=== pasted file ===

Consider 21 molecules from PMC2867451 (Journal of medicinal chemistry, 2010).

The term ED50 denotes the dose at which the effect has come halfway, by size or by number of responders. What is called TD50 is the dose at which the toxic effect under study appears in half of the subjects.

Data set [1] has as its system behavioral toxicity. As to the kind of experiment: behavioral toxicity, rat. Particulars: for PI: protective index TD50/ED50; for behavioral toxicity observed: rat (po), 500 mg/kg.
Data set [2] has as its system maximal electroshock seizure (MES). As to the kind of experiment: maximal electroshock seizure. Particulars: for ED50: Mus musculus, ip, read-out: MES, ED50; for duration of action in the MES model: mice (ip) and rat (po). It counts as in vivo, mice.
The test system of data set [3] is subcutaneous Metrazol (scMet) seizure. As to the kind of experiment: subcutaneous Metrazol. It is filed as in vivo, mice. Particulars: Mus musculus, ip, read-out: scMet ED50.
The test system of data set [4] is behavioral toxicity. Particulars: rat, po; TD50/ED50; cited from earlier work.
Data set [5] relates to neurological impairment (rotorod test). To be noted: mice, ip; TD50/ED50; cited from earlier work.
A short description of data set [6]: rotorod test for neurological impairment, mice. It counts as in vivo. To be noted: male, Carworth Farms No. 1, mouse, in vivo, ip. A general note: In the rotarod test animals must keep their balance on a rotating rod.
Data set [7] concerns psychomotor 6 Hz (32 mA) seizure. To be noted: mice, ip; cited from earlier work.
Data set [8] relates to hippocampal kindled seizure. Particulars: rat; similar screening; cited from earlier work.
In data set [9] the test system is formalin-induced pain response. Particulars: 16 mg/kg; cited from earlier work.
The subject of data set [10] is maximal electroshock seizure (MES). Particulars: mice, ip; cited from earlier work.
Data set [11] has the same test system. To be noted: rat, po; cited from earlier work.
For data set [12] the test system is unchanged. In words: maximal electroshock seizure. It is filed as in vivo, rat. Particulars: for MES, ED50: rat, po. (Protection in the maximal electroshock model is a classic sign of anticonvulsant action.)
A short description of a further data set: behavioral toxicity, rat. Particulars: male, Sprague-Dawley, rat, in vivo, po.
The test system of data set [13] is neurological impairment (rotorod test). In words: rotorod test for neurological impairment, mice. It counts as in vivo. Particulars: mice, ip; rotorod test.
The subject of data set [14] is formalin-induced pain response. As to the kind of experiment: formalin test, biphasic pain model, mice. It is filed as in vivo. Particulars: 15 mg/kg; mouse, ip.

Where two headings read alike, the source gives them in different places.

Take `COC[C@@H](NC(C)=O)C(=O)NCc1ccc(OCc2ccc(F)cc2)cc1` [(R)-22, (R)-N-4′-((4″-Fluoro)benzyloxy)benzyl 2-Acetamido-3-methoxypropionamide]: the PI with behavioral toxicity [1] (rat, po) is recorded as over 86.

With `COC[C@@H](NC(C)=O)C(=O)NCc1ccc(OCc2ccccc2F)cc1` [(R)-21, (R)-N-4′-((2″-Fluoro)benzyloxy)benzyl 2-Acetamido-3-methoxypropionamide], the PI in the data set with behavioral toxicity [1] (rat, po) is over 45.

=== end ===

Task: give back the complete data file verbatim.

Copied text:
Consider 21 molecules from PMC2867451 (Journal of medicinal chemistry, 2010).

The term ED50 denotes the dose at which the effect has come halfway, by size or by number of responders. What is called TD50 is the dose at which the toxic effect under study appears in half of the subjects.

Data set [1] has as its system behavioral toxicity. As to the kind of experiment: behavioral toxicity, rat. Particulars: for PI: protective index TD50/ED50; for behavioral toxicity observed: rat (po), 500 mg/kg.
Data set [2] has as its system maximal electroshock seizure (MES). As to the kind of experiment: maximal electroshock seizure. Particulars: for ED50: Mus musculus, ip, read-out: MES, ED50; for duration of action in the MES model: mice (ip) and rat (po). It counts as in vivo, mice.
The test system of data set [3] is subcutaneous Metrazol (scMet) seizure. As to the kind of experiment: subcutaneous Metrazol. It is filed as in vivo, mice. Particulars: Mus musculus, ip, read-out: scMet ED50.
The test system of data set [4] is behavioral toxicity. Particulars: rat, po; TD50/ED50; cited from earlier work.
Data set [5] relates to neurological impairment (rotorod test). To be noted: mice, ip; TD50/ED50; cited from earlier work.
A short description of data set [6]: rotorod test for neurological impairment, mice. It counts as in vivo. To be noted: male, Carworth Farms No. 1, mouse, in vivo, ip. A general note: In the rotarod test animals must keep their balance on a rotating rod.
Data set [7] concerns psychomotor 6 Hz (32 mA) seizure. To be noted: mice, ip; cited from earlier work.
Data set [8] relates to hippocampal kindled seizure. Particulars: rat; similar screening; cited from earlier work.
In data set [9] the test system is formalin-induced pain response. Particulars: 16 mg/kg; cited from earlier work.
The subject of data set [10] is maximal electroshock seizure (MES). Particulars: mice, ip; cited from earlier work.
Data set [11] has the same test system. To be noted: rat, po; cited from earlier work.
For data set [12] the test system is unchanged. In words: maximal electroshock seizure. It is filed as in vivo, rat. Particulars: for MES, ED50: rat, po. (Protection in the maximal electroshock model is a classic sign of anticonvulsant action.)
A short description of a further data set: behavioral toxicity, rat. Particulars: male, Sprague-Dawley, rat, in vivo, po.
The test system of data set [13] is neurological impairment (rotorod test). In words: rotorod test for neurological impairment, mice. It counts as in vivo. Particulars: mice, ip; rotorod test.
The subject of data set [14] is formalin-induced pain response. As to the kind of experiment: formalin test, biphasic pain model, mice. It is filed as in vivo. Particulars: 15 mg/kg; mouse, ip.

Where two headings read alike, the source gives them in different places.

Take `COC[C@@H](NC(C)=O)C(=O)NCc1ccc(OCc2ccc(F)cc2)cc1` [(R)-22, (R)-N-4′-((4″-Fluoro)benzyloxy)benzyl 2-Acetamido-3-methoxypropionamide]: the PI with behavioral toxicity [1] (rat, po) is recorded as over 86.

With `COC[C@@H](NC(C)=O)C(=O)NCc1ccc(OCc2ccccc2F)cc1` [(R)-21, (R)-N-4′-((2″-Fluoro)benzyloxy)benzyl 2-Acetamido-3-methoxypropionamide], the PI in the data set with behavioral toxicity [1] (rat, po) is over 45.